Historical Treatments

The earliest measures for treating dropsy were chiefly attempts to correct humoral imbalances. Cel-sus, for example, recommended drugs he regarded as diuretics, as well as a wide variety of other medicines with different physiological effects. (One of his diuretics, squill, was finally abandoned only after White demonstrated its lack of dependability in 1920.) During the Renaissance, Capivaccio, Mercatus, and Piso were still recommending Galenic drugs to carry away dropsical fluid, especially cathartics, emetics, diaphoretics, expectorants, and diuretics like squill. In addition, Capivaccio pointed out that blistering with cantharides ("Spanish flies") and paracentesis would remove dropsical fluid, but he recommended bleeding only if the patient's blood had been diseased because of disturbed liver function.

The number of drugs recommended for dropsy diminished during the course of the seventeenth century. The Leopoldine Academicians described some they thought would increase blood viscosity by removing excess fluid from the body, such as diuretics, cathartics, and diaphoretics. Baglivi and Lancisi favored diuretics almost exclusively. Malpighi and his student, Albertini, on the other hand, who based their treatments on the teachings of Hoffmann, recommended tonic drugs to strengthen the tone of the weakened resorbing veins, so that fluid that had leaked into the tissues could be removed more readily. So did Clossey and Monro, who said that dropsy should be treated with tonic drugs, "which by their stimulus force the sensible [i.e., excitable] organs into contractions."

In 1785, there appeared the single most influential-and perhaps most widely read and immediately accepted - book in the history of dropsy, An Account of the Foxglove, by William Withering of Birmingham, England. His was the first prospective study of the clinical efficacy and safety of any drug, for the treatment of any disease. Using historical controls as negative controls, Withering clearly demonstrated the therapeutic benefit of digitalis in patients with dropsies that were not related to primary disease in other organs, such as the ovaries. Because increased urine production usually followed the administration of digitalis, he thought it was a diuretic. Although he noted that the pulse rate fell in patients whose symptoms were ameliorated by the new drug, he did not recognize the drug's tonic effect on the heart.

Because dropsy had been seen since the mid-eighteenth century as a "weakness and laxity of the fibers," some physicians who followed Withering concluded that digitalis stimulated the "system," whereas others concluded that it was a depressant because it reduced fast heart rates. In 1813 Blackall (not John Ferriar, as some have supposed) first suggested that digitalis actually strengthens the heart. This concept resurfaced in papers published in 1905-11 by James Mackenzie of London and Karel Frederik Wenckebach of Holland and Vienna, but it was only verified in 1938-44, by H. J. Stewart and John McMichael. Wenckebach also demonstrated the efficacy of digitalis in atrial fibrillation.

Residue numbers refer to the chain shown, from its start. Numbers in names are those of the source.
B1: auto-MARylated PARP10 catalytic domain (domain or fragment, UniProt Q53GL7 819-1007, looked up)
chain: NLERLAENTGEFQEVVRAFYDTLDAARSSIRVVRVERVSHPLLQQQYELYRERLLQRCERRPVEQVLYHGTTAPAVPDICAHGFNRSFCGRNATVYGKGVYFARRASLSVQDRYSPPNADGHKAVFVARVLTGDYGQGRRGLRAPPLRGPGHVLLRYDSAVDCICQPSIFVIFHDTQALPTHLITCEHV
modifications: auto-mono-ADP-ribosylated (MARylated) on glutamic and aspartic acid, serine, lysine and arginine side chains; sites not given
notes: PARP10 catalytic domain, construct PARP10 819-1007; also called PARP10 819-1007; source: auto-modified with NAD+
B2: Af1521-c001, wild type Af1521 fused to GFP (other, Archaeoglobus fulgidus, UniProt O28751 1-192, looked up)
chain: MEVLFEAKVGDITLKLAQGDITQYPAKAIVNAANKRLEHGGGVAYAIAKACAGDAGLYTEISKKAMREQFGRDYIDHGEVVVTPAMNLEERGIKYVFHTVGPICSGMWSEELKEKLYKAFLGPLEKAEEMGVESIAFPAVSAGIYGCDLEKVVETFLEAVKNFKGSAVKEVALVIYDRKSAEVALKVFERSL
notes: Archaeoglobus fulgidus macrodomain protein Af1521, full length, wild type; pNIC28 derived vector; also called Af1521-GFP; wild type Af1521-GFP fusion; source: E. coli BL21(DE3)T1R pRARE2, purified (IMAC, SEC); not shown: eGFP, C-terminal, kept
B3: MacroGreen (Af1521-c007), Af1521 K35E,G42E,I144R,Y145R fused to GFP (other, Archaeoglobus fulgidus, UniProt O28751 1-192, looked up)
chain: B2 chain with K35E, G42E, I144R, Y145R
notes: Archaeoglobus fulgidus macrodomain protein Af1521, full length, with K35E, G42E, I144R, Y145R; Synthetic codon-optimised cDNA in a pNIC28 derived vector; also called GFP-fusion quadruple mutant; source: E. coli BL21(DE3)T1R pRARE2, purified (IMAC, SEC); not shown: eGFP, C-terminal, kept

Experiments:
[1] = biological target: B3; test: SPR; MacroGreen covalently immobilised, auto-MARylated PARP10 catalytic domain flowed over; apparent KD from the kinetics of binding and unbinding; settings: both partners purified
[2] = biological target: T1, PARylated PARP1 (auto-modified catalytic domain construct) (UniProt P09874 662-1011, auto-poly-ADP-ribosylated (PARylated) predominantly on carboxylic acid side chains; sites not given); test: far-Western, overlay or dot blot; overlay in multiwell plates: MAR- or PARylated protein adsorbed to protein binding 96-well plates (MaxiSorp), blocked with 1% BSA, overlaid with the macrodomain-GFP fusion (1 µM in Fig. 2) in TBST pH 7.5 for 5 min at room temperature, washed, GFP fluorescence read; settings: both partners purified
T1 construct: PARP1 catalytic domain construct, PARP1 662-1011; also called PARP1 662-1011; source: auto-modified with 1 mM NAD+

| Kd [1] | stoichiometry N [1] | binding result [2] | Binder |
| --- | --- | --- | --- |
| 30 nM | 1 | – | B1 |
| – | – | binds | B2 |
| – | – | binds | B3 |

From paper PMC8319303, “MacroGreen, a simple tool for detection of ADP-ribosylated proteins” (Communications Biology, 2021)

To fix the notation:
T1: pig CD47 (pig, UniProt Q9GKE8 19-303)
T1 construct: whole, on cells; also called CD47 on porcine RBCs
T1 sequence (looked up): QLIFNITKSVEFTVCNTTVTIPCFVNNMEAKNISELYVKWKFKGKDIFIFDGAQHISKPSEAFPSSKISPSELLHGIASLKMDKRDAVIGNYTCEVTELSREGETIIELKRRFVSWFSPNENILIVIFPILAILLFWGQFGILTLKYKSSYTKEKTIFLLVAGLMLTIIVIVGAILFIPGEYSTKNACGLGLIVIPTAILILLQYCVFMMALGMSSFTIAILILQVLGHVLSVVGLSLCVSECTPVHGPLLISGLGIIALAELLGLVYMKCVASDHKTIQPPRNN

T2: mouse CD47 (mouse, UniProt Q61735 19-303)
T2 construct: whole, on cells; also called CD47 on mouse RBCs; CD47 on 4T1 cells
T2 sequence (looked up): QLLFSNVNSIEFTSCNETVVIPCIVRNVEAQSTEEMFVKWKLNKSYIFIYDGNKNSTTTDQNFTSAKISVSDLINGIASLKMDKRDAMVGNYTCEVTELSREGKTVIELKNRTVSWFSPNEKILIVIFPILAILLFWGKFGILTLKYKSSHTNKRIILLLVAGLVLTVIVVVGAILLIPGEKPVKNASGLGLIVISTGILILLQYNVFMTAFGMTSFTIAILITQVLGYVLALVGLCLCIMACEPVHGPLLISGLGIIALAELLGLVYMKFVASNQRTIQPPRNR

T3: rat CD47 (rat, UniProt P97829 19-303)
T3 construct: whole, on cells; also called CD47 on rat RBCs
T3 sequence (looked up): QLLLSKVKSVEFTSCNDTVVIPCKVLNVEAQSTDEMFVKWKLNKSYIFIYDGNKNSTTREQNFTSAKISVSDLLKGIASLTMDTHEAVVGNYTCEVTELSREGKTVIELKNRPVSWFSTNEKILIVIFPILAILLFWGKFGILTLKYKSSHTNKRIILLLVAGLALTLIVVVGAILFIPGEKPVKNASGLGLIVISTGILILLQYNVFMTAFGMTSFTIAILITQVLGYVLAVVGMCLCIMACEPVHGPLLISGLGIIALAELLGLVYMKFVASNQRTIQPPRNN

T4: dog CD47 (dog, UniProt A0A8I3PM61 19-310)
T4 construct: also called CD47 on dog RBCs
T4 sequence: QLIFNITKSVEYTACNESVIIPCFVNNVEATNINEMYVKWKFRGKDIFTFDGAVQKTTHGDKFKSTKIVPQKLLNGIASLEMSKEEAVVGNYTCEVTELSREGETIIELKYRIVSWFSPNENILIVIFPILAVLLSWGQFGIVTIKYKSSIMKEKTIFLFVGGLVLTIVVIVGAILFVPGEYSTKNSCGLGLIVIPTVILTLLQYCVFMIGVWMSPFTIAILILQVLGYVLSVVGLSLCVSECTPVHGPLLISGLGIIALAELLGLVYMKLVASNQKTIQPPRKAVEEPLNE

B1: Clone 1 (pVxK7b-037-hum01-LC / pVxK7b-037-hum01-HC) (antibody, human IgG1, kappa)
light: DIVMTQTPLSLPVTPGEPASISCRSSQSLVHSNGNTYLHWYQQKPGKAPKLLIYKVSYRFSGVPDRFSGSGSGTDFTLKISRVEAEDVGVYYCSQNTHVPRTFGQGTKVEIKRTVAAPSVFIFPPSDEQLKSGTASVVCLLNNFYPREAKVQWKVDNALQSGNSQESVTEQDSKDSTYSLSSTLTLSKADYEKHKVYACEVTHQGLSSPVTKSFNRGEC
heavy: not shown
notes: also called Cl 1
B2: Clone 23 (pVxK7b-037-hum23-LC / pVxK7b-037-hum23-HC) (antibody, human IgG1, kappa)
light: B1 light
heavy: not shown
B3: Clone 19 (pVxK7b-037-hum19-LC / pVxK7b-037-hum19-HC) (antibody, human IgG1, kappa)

The two major clinical goals of treatment in congestive heart failure today are improved oxygenation of the tissues by increasing cardiac output, and reduction of hydrostatic pressures in the veins. Digitalis glycosides (chiefly digoxin and digitoxin, both of which must still be extracted from the purple foxglove, Digitalis purpurea, or the white species, Digitalis lanata) increase cardiac output by strengthening the force with which the heart contracts; diuresis occurs secondarily, because the resulting increase in the amount of blood that can then be circulated to the kidneys permits increased removal of water into the urine. True diuretics, which act on the kidneys alone, relieve pressure in the venous system by removing excess fluid from the body via the urine.

Other drugs now used in the treatment of heart failure include dopamine, dobutamine, hydralazine, nitroprusside, and enalapril; although all of these agents reduce hydrostatic pressures by dilating blood vessels, they act on the vessels in different ways. Enalapril is unusual in that it can also facilitate reversal of left ventricular hypertrophy. In addition, amrinone and milrinone both dilate vessels and increase the force of cardiac contraction. Oxygen and rest, which may have to be induced with sedatives, are important adjuncts to drug therapy. Paracentesis and thoracentesis may occasionally still be required, but the subcutaneous leg drainage tubes described by R. Southey of London in 1871 were abandoned with the advent of true diuretics. Patients with acute pulmonary edema (as in acute cor pulmonale) are often treated with morphine, which reduces not only their anxiety and their tachycardia but also their hydrostatic pressures against blood flow (via an effect in the central nervous system).

J. Worth Estes

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